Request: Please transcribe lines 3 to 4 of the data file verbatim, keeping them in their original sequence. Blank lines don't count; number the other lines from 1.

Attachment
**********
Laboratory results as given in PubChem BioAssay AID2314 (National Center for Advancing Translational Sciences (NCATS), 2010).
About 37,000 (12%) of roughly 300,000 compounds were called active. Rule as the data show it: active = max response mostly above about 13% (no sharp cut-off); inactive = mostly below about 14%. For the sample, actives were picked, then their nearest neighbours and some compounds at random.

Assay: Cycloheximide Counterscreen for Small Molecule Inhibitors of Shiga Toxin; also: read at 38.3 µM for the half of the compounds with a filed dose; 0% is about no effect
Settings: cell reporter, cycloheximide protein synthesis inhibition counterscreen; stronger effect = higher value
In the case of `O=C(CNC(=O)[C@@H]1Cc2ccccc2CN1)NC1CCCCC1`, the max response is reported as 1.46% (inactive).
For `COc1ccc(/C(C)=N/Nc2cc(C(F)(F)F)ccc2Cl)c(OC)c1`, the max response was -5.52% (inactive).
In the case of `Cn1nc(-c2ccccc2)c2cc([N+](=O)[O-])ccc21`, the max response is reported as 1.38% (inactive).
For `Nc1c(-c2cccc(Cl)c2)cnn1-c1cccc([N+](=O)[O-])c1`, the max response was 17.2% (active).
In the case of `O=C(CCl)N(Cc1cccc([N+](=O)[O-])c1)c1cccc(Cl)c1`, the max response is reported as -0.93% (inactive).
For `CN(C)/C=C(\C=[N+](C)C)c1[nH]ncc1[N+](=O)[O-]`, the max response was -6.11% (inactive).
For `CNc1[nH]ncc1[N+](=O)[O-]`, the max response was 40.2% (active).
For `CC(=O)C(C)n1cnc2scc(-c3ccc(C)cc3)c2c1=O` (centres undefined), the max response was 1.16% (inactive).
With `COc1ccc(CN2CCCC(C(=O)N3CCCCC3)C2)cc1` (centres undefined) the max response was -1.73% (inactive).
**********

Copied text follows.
Assay: Cycloheximide Counterscreen for Small Molecule Inhibitors of Shiga Toxin; also: read at 38.3 µM for the half of the compounds with a filed dose; 0% is about no effect
Settings: cell reporter, cycloheximide protein synthesis inhibition counterscreen; stronger effect = higher value